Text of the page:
Going through your editor’s comments
- Vital textual changes – you will need to go through these but will probably accept most of them – they will be based on grammatical, punctuation etc. rules, or will be picking up typos.
- Suggested textual changes – Your editor should be striving to retain your ‘voice’ and to help you get across your points, ideas or story, and they might well suggest rearrangements of sentences, changes in word choices, etc. Some of these you might not accept, for example I have a client who doesn’t like semi colons, so I know they will reject any I add (of course I just don’t add them now!). Some might be a matter of style but will make the piece consistent (e.g. use of capitalisation and hyphens which is often inconsistent in texts I work on).
- Style sheet questions – your editor should send you the style sheet they’ve built up while editing your work, which will list all of the choices that they’ve made (where there’s a choice to be made) in a separate document, alongside any terminology that they’ve made consistent, etc. This might, however, include questions – for example, if you have used “the chapter” and “the article” interchangeably and an equal number of times in your short piece, your editor might not know what its eventual destination is, and might leave a question in the style sheet for you to answer (that’s how I do it) – then you will need to make that terminology consistent
- Comments and questions – there will be points at which your editor may suggest, for example, moving a section to a different chapter, saying something in a different way to make it more clear, or even marking a section that they find unclear and then suggesting that you rewrite it. You will then need to action those points yourself, moving or rewriting sections as necessary.
What happens next?
Once the proofreader’s comments come back, it would be very unusual if you didn’t have something to change. So, you will need to make those changes – and this might affect your book design, so you might have to have your book designer look over the whole thing again.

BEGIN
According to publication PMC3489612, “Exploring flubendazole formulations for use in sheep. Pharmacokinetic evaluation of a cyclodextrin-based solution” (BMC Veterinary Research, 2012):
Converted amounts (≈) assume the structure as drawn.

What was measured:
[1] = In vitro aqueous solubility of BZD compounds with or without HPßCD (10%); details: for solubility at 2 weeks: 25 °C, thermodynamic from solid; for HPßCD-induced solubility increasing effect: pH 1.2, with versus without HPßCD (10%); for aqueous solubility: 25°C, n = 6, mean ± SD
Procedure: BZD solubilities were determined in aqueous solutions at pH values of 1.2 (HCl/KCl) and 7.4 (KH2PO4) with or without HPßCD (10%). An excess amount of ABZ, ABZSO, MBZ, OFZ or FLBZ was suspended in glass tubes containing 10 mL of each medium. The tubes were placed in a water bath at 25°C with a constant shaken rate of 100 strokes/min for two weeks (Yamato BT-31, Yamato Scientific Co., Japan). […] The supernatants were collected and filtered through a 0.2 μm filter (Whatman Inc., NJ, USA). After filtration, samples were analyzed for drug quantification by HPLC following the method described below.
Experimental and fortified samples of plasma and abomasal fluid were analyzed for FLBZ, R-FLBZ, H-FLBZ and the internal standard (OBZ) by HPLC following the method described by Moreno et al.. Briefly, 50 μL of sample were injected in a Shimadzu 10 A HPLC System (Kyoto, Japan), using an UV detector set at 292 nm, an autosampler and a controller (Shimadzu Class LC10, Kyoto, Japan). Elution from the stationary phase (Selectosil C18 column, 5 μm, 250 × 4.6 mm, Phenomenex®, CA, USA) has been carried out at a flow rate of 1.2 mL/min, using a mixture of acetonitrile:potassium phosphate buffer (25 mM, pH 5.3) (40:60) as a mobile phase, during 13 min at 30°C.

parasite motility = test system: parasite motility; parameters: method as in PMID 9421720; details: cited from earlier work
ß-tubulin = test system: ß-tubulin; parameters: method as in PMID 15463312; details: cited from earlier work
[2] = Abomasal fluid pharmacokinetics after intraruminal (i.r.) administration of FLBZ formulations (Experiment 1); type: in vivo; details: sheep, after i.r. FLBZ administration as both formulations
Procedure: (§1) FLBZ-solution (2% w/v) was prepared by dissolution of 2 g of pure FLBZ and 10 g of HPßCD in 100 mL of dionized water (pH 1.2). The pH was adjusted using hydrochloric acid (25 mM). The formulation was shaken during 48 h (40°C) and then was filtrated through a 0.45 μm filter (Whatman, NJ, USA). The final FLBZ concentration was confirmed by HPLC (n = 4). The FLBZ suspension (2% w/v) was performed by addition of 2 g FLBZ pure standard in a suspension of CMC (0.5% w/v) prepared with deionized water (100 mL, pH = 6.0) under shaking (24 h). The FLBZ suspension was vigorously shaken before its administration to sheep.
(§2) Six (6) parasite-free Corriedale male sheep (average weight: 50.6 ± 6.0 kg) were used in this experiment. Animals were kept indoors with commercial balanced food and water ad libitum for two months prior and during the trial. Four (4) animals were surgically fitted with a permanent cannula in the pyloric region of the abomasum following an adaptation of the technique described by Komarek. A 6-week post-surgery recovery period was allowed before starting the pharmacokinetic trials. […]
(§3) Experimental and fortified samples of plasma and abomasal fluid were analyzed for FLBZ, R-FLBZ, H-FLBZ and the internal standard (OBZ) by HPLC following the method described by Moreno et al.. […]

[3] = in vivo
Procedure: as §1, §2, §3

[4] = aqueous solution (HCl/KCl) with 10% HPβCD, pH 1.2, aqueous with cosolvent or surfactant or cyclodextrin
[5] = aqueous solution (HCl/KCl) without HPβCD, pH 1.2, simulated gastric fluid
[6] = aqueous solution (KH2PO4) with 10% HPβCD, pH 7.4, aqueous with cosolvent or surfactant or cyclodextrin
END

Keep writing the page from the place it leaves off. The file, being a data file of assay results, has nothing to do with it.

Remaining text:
Then you might just be able to consider it ready for publication!
Related articles on this blog
Do I need editing or proofreading?
Dealing with Track Changes in a document
My work is being proofread – why do I need to use Spell Check?
February 26, 2015 at 6:19 pm
Reblogged this on Red Ink Ramblings and commented:
This is a great reference for those who have written a book and want to know what they should be looking for in an editor and expect from the editorial process. It also answers the question, “So you, like, just check grammar and stuff in books?” (Which I hear all too often.)
February 26, 2015 at 6:20 pm
This was a very informative piece, so much so that I had to reblog it! Thanks for sharing.
February 26, 2015 at 6:38 pm
Thank you for the reblog! I have more on proofreading and editing and dealing with Track changes linked to at the bottom of the post, and a few more posts on the process coming up, too.
LikeLiked by 1 person
Eva Blaskovic (@BlaskovicWriter)
February 26, 2015 at 7:08 pm
Excellent, Liz. You’ve hit all the important aspects. This article helps both authors and editors. Authors are informed as to what to expect, and editors can use it to inform authors.
February 26, 2015 at 7:13 pm
Thank you, Eva – that’s what I set out to do! And thank you for sharing it, too.
February 26, 2015 at 7:27 pm
Reblogged this on Beyond the Precipice and commented:
Liz Dexter beautifully explains what authors can expect once their manuscript has been professionally edited.
Re-blogged from the original article, “On completion of your edit, will my manuscript be ready for publication?”
March 4, 2015 at 9:16 pm
Great, concise reference what happens after editing.
March 5, 2015 at 8:04 am
Thank you for your comment and I’m glad it’s doing its job!
LikeLiked by 1 person
March 5, 2015 at 3:15 pm
Love your articles. Always happy to share and help others. 🙂
October 25, 2015 at 8:50 pm
Reblogged this on Kalynn Bayron.